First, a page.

Parent Category: Industries

Polyurethane (PUR) Foam Simulation - Foaming Fridge

Polyurethane (PUR) foam simulation of the foaming process in a fridge can perfectly be performed with CFD software NOGRID points. By using polyurethane foams a good thermal isolation can be achieved. The most efficient way to produce a thermal isolation of a refrigerator is the injection of PUR directly into the hollow wall. The foaming takes place in the cavity and fills it completely.
NOGRID points can help to understand the flow inside the cavity. It can show the entrapment of air, the density distribution of the isolation material and the pressure of the PUR foam acting on the cavity. NOGRID unites abilities to handle free surface flow and moving parts in the domain and allows the simulation of any conceivable refrigerator geometry and operation modes such as
  • polyurethane (PUR) injection by one or more inlets,
  • moving parts and inlets,
  • free definable PUR properties by equations or curves and
  • large refrigerator geometries with small gaps or cutouts.
NOGRID's particular strengths are the rapid preprocessing (no grid needs to be generated) and the outstandingly short computation time even for complicated cavities with very small ducts.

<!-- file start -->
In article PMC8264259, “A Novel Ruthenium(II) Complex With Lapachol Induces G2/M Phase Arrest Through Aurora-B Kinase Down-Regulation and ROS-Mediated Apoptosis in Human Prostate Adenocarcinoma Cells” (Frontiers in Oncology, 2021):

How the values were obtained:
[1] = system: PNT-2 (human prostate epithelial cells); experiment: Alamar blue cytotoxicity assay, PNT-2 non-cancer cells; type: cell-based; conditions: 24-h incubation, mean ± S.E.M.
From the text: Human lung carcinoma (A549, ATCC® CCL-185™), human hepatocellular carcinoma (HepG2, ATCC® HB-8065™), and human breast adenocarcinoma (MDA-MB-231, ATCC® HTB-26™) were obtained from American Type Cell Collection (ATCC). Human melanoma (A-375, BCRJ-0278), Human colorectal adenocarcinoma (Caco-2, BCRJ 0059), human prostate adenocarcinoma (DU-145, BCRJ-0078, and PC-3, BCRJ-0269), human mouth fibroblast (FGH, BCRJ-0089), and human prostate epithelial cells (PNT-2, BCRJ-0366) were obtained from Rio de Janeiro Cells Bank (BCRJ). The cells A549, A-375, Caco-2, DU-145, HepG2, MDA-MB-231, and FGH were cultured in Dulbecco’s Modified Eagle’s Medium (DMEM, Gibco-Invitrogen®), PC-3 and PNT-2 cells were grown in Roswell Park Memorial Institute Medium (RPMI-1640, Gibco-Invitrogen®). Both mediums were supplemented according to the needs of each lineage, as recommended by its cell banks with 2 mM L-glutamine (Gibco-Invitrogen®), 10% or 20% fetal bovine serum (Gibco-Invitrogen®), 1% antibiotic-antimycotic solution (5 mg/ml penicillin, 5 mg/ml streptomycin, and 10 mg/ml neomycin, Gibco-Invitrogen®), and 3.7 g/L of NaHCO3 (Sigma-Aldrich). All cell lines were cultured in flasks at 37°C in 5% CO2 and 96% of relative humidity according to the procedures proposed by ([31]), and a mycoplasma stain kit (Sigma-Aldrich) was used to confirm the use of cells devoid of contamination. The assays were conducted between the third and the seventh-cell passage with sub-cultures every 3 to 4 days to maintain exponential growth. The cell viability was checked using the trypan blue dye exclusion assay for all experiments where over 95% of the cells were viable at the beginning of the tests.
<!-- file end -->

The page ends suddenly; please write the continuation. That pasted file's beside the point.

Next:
Three possible types of production

The left example shows a refrigerator where the PUR is injected using two inlets at the lower side. The foaming process starts when the PUR enters the cavity, the filling is done after two seconds. In the middle example the fluid is injected by a pipe which moves outwards during the filling process. In the right example the simulation starts with PUR liquid inside an open cavity. The cavity closes and presses the foaming liquid into the refrigerator wall.

PUR injection in a fridge by two fixed inlets PUR injection by a moving pipe PUR distribution in a fridge by a closing cavity
Figure 1: Simulation of PUR foaming in a fridge - injection by two fixed inlets (left), injection by a moving pipe (middle) and PUR distribution by a closing cavity; computed with NOGRID points
Click on the animations to see high quality videos.

Identification air entrapment

Air entrapment increases the heat conductivity of the thermal isolation and must be avoided. CFD simulations can reveal critical positions. In our simulation the cooling cutouts on the lower left side of the refrigerator are at risk for an entrapment, see figure 2. The PUR enters the gaps from both sides, resulting in an entrapment of air. A solution would be ventilation holes or different inlet positions.

Velocity field and free surface flow near cooling cutouts in a fridge

Figure 2: Velocity field and free surface flow near cooling cutouts, computed with NOGRID points
The simulation shows that this position is at risk for an air entrapment.